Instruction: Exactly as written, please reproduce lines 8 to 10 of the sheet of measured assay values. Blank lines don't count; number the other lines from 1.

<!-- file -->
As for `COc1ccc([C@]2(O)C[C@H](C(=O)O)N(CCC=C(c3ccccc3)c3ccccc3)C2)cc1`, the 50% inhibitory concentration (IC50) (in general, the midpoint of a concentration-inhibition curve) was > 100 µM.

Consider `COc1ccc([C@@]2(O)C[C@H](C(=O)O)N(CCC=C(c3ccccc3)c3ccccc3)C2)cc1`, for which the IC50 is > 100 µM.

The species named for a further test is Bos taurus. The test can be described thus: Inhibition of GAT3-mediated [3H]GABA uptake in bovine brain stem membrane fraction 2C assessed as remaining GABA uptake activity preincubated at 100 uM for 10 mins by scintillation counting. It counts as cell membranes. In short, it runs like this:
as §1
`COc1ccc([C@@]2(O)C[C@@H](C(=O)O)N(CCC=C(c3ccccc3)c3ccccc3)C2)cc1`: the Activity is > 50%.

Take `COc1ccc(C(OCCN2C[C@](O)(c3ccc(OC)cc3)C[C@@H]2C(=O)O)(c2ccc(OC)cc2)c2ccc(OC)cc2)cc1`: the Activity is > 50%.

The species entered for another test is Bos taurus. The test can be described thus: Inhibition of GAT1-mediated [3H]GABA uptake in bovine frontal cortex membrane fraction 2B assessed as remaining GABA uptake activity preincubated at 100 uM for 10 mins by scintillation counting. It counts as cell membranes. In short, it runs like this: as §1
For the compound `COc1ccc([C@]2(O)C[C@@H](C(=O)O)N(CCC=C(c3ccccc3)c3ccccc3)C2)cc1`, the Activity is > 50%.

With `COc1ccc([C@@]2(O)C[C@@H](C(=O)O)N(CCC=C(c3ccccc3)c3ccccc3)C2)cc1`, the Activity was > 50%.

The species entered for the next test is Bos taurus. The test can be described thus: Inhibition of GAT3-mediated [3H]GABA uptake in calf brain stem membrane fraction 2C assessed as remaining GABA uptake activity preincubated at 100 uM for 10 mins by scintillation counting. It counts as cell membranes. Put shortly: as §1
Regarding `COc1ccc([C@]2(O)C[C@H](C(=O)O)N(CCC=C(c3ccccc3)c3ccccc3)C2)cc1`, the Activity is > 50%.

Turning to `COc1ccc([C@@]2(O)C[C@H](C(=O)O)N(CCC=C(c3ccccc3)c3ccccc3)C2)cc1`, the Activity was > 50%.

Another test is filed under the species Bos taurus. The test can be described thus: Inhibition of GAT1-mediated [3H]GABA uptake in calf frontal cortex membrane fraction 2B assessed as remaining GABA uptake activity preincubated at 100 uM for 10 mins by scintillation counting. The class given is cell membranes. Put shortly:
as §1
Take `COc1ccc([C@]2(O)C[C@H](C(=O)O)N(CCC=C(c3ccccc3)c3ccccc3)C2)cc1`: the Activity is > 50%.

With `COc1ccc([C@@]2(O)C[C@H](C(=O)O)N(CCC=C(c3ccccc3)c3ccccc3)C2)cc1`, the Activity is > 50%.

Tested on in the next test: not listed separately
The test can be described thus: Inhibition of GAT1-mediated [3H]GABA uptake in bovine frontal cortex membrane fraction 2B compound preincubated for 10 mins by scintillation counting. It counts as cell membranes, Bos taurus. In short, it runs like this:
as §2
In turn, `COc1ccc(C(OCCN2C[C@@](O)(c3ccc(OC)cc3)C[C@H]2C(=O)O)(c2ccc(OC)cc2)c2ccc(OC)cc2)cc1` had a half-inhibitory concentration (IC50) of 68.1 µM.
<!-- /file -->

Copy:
For the compound `COc1ccc([C@]2(O)C[C@@H](C(=O)O)N(CCC=C(c3ccccc3)c3ccccc3)C2)cc1`, the Activity is > 50%.

With `COc1ccc([C@@]2(O)C[C@@H](C(=O)O)N(CCC=C(c3ccccc3)c3ccccc3)C2)cc1`, the Activity was > 50%.

The species entered for the next test is Bos taurus. The test can be described thus: Inhibition of GAT3-mediated [3H]GABA uptake in calf brain stem membrane fraction 2C assessed as remaining GABA uptake activity preincubated at 100 uM for 10 mins by scintillation counting. It counts as cell membranes. Put shortly: as §1